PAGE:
The Scamp in Isreal Day 2 and 3
My second day in Tel Aviv was spent doing one of my favourite things: hunting for Miro’s paintings. While I love being able to spend time with my parents, I also value my solo wandering time, so while they wandered the beach, I took myself to the Tel Aviv Museum of Art. First built in 1932, it became the site for the signing of the Israeli Declaration of Independence in 1948.
The museum did not disappoint. It had a good collection of some of my favourite artists, including Joan Miro.
After my culture shot, I spent some more time by the pool with my mom and then we met the tour group. I wasn’t sure how I felt about the whole thing when we first met Rafi our guide. I was the youngest, but unlike previous trips, not the only one travelling solo. Usually, the Insight Tours are full of couples and families, so it was a nice change of pace to have some other solo travellers…..or so I thought (but more on that later, because it gets really interesting).
The first official day of the tour started with a drive around Tel Aviv and a trip back to Carmel Market, although it was more of a quick walk-through. We then ventured down the seaside to the old city of Jaffa to see the famous clock tower and the harbour. Jaffa is most known for its biblical stories of St Peter, Jonah and Solomon, and is also known for its oranges (for those of you in the UK, think Jafa cakes, which are made with Jafa oranges).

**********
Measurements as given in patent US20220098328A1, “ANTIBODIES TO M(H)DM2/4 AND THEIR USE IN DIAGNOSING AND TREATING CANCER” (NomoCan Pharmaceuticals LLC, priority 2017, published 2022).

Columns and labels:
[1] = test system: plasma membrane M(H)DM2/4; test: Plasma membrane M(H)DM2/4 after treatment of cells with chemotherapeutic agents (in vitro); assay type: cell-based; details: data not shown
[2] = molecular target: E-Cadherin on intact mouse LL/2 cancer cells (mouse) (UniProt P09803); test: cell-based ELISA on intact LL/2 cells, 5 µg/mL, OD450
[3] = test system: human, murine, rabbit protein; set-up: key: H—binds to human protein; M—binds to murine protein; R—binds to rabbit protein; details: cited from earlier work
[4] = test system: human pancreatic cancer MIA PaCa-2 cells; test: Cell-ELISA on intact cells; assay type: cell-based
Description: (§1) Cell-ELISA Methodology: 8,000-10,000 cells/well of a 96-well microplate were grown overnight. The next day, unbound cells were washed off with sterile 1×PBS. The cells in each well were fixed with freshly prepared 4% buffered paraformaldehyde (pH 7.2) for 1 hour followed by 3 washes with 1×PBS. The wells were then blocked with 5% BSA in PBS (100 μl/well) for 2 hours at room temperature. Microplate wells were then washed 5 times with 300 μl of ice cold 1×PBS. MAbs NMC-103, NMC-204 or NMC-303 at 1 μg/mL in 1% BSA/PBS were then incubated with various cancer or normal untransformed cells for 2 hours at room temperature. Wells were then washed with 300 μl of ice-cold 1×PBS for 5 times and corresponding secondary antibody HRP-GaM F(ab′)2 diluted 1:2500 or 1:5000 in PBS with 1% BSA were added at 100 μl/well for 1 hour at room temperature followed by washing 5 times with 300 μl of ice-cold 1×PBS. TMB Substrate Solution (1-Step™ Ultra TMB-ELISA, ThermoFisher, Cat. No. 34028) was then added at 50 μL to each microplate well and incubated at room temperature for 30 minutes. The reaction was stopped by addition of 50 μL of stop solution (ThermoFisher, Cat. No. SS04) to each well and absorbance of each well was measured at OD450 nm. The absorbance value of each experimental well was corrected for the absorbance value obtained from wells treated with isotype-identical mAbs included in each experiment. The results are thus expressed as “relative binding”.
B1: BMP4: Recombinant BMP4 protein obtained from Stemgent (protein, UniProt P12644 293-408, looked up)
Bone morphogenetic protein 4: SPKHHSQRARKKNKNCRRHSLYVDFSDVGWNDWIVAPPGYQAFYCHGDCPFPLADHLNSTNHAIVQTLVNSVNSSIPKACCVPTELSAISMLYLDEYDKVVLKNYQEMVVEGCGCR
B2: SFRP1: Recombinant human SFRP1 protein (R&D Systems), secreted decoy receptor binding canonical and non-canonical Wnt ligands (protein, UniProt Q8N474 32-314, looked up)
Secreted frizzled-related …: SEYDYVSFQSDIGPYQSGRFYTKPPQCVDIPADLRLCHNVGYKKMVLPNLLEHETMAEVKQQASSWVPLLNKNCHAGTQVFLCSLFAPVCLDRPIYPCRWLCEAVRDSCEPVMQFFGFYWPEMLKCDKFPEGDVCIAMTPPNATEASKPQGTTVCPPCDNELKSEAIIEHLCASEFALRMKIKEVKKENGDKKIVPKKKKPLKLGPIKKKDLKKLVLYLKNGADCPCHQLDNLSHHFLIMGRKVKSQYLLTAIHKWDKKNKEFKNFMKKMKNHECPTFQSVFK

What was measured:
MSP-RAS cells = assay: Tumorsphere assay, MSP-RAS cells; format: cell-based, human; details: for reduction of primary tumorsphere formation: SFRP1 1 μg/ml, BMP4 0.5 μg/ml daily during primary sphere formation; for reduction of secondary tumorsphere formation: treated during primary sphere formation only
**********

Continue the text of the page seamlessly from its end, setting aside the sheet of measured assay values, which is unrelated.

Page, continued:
As we wandered the old city we got to see the suspended orange tree, an art installation constructed in 1993 by artist Ran Morin. According to Atlas Obscura:
The roots are enclosed in a large earthenware container and the trunk emanates from a large crack near the top. It’s as if the tree is breaking free of its confines into the warm courtyard air outside. Morin intended for the tree to draw parallels with society’s relationship with nature.https://www.atlasobscura.com/places/suspended-orange-tree
What I quickly learned on day 1 of the tour was that Rafi, our tour guide was an amazing man who really knew his history. He had degrees in Sociology, Theology, biology and had been a tour guide for many years. He is a nationalist and grew up as a conservative Jew. He served in the military and especially loves meeting Jewish people who are in Israel for the first time. When he learned that my mom and I were Jewish, he made sure to point things out to us and sit with us at lunch. He also had the patience of a saint to deal with some of the questions that people asked. I have a hard time dealing with the ignorance of others, but some of these people took it to a whole new level. Thank goodness my parents are not always interested in making friends with the people on the bus and we were able to have dinner on our own in an Irish pub….because where else would we take a crusty old Irishman?